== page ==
Here are a few suggestions for intriguing and confounding UK mazes that will definitely get you scratching your head..
Hampton Court Palace Maze
Created around 1700 for King William III, the Hampton Court Palace Maze in Surrey is the UK's oldest surviving hedge maze. It covers a third of an acre, is trapezoid in shape and is a multicursal or puzzle maze - known for confusing and intriguing visitors with its many twists, turns and dead ends.
Longleat Hedge Maze, Wiltshire
Nestled in Longleat Safari and Adventure Park in Warminster, Wiltshire, this maze covers nearly one and three quarter miles of paths hedged by more than 16,000 English yews, with twists and turns galore. Your mission is to find your way to the observation tower, via six bridges that give tantalising glimpses of the tower.
Picton Castle Maze, Wales
Situated within the stunning Pembrokeshire Coast National Park, Picton Castle boasts a recently-planted maze among its 40 acres of woodland gardens.
The Amazing Cornish Maize Maze, Cornwall
Try to find your way around this giant maize maze on a working farm on the Duchy of Cornwall estate at Smeaton Farm, Pillaton, Saltash. This year, the maze commemorates all things Cornish, and Piskies apparently inhabit the three miles of paths which twist and turn through giant maize stalks to two look-out towers, which give a great view over the farm.
Marlborough Maze, Blenheim Palace, Somerset
Get lost among the two miles of 3,000 yew hedges that make up the Marlborough Maze, a complex network of hedges that cleverly incorporates cannonballs, trumpets and flags. The Oxfordshire maze is the world's second largest symbolic maze, covering 1.8 acres, and is designed to reflect the history of Blenheim Palace, the birthplace of Sir Winston Churchill.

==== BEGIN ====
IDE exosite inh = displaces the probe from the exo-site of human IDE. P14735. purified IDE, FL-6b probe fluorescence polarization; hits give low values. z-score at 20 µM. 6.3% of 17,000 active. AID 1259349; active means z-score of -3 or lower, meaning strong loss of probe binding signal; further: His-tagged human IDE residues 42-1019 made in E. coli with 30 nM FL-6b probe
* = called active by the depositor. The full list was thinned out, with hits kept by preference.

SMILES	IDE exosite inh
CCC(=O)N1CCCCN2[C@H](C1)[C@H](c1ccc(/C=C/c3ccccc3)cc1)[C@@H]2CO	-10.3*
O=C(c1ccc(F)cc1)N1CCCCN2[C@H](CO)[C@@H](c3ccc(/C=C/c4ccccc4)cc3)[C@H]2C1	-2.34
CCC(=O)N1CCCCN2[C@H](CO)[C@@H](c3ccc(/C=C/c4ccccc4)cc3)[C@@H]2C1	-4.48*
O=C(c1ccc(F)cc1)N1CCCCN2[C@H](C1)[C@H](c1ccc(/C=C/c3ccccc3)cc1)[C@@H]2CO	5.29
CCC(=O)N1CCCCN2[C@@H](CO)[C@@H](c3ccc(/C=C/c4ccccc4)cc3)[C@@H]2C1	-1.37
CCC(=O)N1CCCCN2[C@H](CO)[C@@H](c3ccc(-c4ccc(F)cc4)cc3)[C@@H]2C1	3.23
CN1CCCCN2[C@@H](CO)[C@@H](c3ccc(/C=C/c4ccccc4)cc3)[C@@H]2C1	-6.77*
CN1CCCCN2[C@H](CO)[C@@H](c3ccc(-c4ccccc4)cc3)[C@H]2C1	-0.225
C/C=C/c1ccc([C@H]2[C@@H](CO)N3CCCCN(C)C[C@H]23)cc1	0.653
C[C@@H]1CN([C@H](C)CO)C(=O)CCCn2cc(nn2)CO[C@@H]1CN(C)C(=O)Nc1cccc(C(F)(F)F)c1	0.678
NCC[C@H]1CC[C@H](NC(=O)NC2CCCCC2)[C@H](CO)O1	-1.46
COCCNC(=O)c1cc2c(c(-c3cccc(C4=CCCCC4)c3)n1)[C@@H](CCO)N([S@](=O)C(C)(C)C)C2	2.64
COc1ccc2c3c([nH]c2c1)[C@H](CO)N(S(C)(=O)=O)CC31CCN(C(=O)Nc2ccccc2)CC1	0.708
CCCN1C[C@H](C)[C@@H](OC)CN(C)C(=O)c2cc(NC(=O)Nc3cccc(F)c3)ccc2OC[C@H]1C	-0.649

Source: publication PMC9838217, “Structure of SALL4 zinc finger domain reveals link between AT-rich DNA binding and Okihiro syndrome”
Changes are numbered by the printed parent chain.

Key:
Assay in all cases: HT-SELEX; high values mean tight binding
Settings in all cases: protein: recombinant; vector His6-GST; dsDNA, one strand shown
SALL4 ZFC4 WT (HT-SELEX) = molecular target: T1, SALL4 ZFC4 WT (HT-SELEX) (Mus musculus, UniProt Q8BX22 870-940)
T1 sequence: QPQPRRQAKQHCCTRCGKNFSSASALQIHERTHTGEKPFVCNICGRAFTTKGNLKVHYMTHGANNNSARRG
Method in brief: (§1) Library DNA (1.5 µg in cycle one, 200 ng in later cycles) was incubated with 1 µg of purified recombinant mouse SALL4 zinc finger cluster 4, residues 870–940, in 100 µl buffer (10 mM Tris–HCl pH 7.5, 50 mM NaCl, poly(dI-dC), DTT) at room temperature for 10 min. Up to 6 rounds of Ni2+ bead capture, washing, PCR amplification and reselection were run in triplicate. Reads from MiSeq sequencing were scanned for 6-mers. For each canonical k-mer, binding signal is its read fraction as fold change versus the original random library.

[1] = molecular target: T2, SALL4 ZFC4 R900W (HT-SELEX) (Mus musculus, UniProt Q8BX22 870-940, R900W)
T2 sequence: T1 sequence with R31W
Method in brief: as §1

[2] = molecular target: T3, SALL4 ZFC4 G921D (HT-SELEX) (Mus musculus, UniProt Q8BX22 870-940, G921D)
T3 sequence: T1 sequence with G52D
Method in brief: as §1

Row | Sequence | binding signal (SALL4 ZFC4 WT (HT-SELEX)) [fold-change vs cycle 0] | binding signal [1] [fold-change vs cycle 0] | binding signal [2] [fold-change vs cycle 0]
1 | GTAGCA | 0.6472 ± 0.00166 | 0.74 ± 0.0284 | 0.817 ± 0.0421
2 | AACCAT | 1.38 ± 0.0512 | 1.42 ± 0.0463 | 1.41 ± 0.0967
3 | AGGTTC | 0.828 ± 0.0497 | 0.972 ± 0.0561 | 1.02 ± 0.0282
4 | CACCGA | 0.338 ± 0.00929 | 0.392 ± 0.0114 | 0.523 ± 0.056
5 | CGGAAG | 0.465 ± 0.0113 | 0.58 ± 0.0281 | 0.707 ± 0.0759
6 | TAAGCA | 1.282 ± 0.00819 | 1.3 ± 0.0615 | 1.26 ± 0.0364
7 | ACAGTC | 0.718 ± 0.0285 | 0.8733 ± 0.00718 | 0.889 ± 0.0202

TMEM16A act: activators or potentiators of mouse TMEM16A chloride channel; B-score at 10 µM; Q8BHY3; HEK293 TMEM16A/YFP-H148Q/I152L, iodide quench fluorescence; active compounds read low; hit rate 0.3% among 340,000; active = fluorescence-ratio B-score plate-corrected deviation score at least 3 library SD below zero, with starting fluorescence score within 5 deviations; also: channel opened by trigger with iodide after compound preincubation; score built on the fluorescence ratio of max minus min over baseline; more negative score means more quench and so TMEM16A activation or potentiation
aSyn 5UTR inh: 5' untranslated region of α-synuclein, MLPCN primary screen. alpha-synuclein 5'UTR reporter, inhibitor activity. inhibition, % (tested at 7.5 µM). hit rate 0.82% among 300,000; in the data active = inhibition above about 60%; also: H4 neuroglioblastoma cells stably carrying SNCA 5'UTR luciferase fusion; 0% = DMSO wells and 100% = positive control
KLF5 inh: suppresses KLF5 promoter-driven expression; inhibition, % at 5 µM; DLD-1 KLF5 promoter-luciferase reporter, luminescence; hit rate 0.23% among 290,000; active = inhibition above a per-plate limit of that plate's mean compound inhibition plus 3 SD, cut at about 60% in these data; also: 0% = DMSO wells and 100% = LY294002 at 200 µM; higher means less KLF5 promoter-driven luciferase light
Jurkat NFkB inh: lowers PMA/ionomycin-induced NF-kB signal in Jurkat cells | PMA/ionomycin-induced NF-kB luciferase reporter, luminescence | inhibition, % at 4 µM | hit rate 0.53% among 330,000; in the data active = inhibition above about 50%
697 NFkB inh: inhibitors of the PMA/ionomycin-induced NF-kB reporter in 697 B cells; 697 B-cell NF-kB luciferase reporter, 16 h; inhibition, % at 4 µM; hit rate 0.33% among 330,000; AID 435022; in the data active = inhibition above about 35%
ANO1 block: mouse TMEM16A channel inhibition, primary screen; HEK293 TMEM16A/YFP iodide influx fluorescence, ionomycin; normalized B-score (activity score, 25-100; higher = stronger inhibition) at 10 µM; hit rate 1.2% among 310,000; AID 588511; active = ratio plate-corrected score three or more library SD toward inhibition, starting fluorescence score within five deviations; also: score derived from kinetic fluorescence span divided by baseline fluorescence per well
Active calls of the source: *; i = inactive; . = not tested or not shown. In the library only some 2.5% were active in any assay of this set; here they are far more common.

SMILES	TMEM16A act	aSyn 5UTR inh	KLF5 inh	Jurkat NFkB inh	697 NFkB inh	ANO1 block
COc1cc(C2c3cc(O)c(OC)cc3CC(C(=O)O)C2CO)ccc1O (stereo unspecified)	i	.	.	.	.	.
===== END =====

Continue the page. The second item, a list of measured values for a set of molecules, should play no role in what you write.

Castlewellan Peace Maze, County Down, Northern Ireland
One of the world’s largest and longest permanent mazes, the Peace Maze at Castlewellan Forest Park is made up of 6,000 yew trees, covers 2.2 acres and has a hedge length of more than two miles. Representing the path to a peaceful future for Northern Ireland, visitors to the maze can try to work their way to the peace bell in the centre of the maze.
Chatsworth House Maze, Derbyshire
This large, circular, English yew maze was planted with 1,209 trees in 1962 in the beautiful gardens at Chatsworth House. It includes a long, straight ascent called the Hundred Steps which runs uphill from the maze and is aligned on its centre. Halfway along, the steps are interrupted by a lone monkey puzzle tree, and there is also a human sundial at the north end of the Maze Garden.
Minotaur Maze, Kielder Castle, Northumberland
Inspired by the Greek minotaur myth, this stone maze is set in the grounds of Kielder Castle and has special features including stairs that take visitors above the walls so they can look for alternative routes. The final goal is a small glittering room formed from rocks of recycled glass where visitors can quietly contemplate escape routes.
Noah's Ark Maze, Somerset
The longest hedge maze in the world, the Noah's Ark Zoo Farm maze in Wraxall, Somerset, is 3.2km long and features 14,000 beech trees laid out in the shape of Noah's Ark and seven monster animals. It's laid out mainly in green beech to feed the resident camels and giraffes, with the animal outlines in copper beech.
The educational monster maze is set out in 15 sections - each path has a letter and each section has a question, with the correct answer leading children to the shortest route towards the next clue. The 15 correct path letters are an anagram of a creature.
Traquair Maze, Scotland
The maze at Traquair House in Innerleithen, Peeblesshire, is one of the largest hedged mazes in Scotland, covering over half an acre. The maze, which is a quarter of a mile to the centre, has an intriguing layout with no dead ends and the 'maze runner' must reach four sub-centres before reaching the real centre.